All-out mayhem: Continued outages fuel anarchy

Riots continue for second consecutive day, Gujranwala faces brunt of fury.

Express October 03, 2011


Fuelled by continued power outages, mayhem spread across the country on Monday – including all four provincial capitals – with infuriated demonstrators attacking buildings, policemen and passing vehicles for a second consecutive day.

The hardest hit by the rioting, however, continued to be Punjab’s urban centres – where there were scores injured and arrested.

(Read: Threshold of pain - Riots break out over power cuts)

Persistent and crippling blackouts led to rioting in Karachi, Peshawar, Lahore, Quetta, Faisalabad, Abbottabad, Sialkot and Gujranwala.

Centre of the storm

Police from Gujranwala faced the brunt of the protesters’ fury, where over two dozen protests took place after 20 hours of load-shedding in the last two days. Mobs burned down police posts, injuring 30 people – including 14 police officials. The scene of anarchy was exacerbated when the protesters also stopped a train heading from Rawalpindi to Karachi and smashed its windows. Six other people were injured as the rioters stormed the Gujranwala Electric Power Company offices and set them on fire.

In Sialkot, the target of the angry crowds was Water and Power Development Authority (Wapda) offices, leading to several Wapda officials getting injured. Protesters ranging from traders to political party members to ordinary citizens continued violent demonstrations throughout the city, while police decided to remain at a safe distance from the chaos.

In Lahore, close to 200 protesters were arrested while others blocked roads, burned tyres and trucks and caused massive traffic jams across the city. Pakistan Muslim League-Nawaz activists joined with protesters in various locations around Lahore, swelling the number of the rioters.

Tribal areas most affected

The anti-government and anti-Wapda slogans were no less infuriated in Peshawar, where residents are facing up to 15 hours of power shortages every day and are often forced to spend the night on the streets. Demonstrations took place outside the Peshawar Press Club, as well as surrounding areas including Swabi, Landi Kotal and Charsadda. Tribal areas reportedly face load-shedding which continues, unstopped, through the day and night. A resident of Sethi town complained that the fluctuation in addition to the load-shedding meant that even UPS systems were of no help.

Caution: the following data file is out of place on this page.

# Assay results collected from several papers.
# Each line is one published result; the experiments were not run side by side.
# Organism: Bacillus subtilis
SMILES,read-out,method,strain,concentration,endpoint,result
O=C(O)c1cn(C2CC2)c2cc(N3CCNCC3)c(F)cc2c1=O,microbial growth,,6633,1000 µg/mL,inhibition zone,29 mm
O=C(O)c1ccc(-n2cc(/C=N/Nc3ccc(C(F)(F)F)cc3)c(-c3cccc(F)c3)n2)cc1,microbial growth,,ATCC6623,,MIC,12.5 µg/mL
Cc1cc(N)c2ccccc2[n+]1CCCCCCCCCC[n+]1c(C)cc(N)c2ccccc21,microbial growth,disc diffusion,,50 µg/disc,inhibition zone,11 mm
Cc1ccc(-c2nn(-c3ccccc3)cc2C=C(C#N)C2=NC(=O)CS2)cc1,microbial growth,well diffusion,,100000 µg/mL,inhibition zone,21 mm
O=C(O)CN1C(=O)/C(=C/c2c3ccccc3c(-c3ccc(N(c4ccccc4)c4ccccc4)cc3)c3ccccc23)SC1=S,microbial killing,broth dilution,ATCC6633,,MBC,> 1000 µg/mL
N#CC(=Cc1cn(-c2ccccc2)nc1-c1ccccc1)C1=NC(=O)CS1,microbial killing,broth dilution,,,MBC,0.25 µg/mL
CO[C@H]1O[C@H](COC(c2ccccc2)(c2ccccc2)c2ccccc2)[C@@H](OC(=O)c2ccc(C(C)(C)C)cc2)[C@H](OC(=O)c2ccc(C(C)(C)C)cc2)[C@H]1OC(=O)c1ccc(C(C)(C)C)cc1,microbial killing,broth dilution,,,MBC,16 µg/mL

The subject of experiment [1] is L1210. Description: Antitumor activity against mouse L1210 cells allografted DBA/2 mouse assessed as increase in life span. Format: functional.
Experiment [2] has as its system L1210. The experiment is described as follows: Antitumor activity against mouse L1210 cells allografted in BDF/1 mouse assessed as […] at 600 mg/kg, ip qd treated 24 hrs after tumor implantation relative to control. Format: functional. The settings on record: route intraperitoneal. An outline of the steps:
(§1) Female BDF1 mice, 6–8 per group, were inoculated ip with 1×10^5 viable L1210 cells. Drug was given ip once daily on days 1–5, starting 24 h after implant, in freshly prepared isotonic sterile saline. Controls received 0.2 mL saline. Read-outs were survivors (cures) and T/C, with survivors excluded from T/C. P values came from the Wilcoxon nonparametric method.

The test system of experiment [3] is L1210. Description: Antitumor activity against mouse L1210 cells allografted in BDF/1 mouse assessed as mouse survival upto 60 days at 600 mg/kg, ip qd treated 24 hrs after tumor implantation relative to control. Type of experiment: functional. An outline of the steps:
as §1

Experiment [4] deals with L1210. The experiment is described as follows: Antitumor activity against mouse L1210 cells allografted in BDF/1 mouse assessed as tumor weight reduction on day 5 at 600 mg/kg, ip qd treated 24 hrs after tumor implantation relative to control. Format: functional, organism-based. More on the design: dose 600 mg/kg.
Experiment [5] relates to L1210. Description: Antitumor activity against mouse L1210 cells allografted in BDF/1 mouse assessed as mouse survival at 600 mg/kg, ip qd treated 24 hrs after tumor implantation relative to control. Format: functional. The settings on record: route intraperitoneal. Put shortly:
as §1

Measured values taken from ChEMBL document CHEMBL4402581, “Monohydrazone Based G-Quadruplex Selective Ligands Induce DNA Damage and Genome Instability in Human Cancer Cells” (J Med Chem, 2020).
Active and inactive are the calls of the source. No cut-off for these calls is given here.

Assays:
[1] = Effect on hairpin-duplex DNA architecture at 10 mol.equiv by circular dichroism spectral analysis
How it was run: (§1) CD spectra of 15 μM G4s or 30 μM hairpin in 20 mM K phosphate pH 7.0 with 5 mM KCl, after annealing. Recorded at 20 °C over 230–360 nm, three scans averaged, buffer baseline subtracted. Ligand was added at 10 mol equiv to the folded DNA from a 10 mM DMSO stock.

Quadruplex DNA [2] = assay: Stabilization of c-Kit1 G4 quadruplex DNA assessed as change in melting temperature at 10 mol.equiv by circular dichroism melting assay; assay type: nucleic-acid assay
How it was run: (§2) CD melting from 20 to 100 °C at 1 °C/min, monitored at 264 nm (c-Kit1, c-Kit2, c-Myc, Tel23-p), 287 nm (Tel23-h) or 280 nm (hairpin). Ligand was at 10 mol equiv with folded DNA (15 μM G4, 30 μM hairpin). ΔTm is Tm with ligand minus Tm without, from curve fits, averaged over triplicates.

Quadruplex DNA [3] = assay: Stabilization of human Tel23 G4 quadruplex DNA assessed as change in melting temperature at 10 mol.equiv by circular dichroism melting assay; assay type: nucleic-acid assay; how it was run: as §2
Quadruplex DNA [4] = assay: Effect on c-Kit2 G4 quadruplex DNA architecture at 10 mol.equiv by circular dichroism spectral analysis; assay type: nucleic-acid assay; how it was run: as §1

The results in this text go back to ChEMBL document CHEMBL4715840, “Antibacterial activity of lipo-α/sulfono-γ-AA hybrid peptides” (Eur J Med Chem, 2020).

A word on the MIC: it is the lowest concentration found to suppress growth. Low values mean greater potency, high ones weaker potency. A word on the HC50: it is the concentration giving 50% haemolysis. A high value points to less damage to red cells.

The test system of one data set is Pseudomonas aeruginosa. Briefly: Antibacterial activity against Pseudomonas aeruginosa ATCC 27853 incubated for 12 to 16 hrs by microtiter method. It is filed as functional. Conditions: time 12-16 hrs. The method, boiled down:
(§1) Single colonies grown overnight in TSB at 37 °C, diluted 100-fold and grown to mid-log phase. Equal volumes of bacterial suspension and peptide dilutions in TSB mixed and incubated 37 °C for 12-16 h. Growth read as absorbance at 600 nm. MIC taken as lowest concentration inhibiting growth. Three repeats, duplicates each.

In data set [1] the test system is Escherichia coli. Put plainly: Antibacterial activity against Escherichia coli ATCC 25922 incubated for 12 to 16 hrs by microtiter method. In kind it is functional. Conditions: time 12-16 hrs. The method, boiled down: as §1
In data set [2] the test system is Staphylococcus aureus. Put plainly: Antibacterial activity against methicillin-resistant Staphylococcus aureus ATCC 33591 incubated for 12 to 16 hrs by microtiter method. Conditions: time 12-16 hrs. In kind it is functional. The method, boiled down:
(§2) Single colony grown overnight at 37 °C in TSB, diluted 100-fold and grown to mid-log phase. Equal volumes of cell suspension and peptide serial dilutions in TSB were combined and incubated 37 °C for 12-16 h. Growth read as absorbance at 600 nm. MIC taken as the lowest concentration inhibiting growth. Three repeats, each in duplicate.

Traders put their foot down

In the industrial town of Faisalabad, it was the business community and traders at the forefront of the protests. Unscheduled power outages taking place for 16 to 20 hours a day have left most industrial, trade and commercial activities in and around the city paralysed for the last three days.

(Read: Powerless people)

In Abbottabad, protesters said that their close proximity to the Tarbela Dam should mean less load-shedding, while Karachi and Quetta also face riots, with a number of areas in both regions facing blackouts of up to 16 hours every day.

(With reporting from correspondents in Karachi, Quetta and Peshawar)

Published in The Express Tribune, October 4th, 2011.

For pictures from the protest, view slideshow here.


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malik | 10 years ago | Reply

@Faisal: "What about those people who do not have the resources to afford all these luxuries?"

They will go to some countries as refugees or asylum seekers. They will have hardships now but their children will have a great future; good education and high standard of living assured. Ask your friends from Mirpur who went to UK.

Pundit | 10 years ago | Reply

How much electricity is being consumed by the Presidential palace?

( In India anyone can ask this question under the Right To Information Act+ a few rupees and get the answer)

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